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if $a=O(N^2) $ then according to the big oh definition I didn't see why we can't say $a= O(N^4)$ or $= O(N^8)$

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One small caveat: you can say this as long as you're referring to the behavior as $N\to\infty$ - which is generally assumed since you're talking about $N$, but not explicit in the notation. Note that saying that $a\in O(x^2)$ as $x\to 0$ does not imply that $a\in O(x^4)$ then! – Steven Stadnicki Feb 4 '13 at 17:03
I think the reason many people get confused with "big O" notation is that it's common to write $a(n) = O(n^2)$ when strictly it is more accurate to say that $a(n) \in O(n^2)$ (since $O(n^2)$ is a set, and $a(n)$ is an element of that set). Then since $O(n^2) \subset O(n^4)$ (as sets), it is trivially true that if $a(n)\in O(n^2)$ then also $a(n) \in O(n^4)$. – Chris Taylor Feb 4 '13 at 17:46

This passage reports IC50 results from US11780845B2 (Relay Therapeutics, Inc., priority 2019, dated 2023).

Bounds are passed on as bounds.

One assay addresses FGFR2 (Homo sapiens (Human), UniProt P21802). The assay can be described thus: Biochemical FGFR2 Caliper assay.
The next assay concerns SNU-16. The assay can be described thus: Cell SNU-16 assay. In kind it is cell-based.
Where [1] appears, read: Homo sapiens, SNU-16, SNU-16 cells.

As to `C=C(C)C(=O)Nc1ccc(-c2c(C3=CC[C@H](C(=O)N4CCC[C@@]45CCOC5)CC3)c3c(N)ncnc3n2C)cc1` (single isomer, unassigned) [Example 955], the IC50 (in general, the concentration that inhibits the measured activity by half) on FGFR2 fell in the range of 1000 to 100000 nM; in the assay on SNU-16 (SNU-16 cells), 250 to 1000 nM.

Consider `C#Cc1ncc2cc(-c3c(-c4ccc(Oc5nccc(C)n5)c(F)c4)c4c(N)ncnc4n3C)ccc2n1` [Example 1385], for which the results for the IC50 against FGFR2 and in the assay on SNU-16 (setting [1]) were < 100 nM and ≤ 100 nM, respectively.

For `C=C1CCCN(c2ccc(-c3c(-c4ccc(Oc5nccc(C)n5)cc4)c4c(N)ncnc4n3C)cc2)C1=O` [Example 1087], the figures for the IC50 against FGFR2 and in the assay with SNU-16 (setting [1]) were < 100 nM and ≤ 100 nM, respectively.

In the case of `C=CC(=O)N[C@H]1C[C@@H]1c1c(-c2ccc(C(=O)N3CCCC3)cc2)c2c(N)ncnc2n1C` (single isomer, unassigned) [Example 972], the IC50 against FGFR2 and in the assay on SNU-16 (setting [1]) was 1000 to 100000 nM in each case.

@ChrisTaylor: That's one way of formalizing the meaning of the big-O notation, but not the only one. See here where I propose a more intuitive (but mostly equivalent) formalization of equalities involving big-O. – Henning Makholm Feb 4 '13 at 20:00
how " a∈O(x2) as x→0 " is right? is there a use to the big oh when x → 0 ? – goon Feb 4 '13 at 21:49
does what Steven Stadnicki saying has the same logic as when a∈O(x^4) as x→∞ does not imply that a∈O(x^2) then! – goon Feb 4 '13 at 21:52
up vote 1 down vote accepted

Yes, you can say either of those. They don't tell you as much about $a(N)$ as $a(N)=\mathcal O(N^2)$ does, but what little they do say is true.

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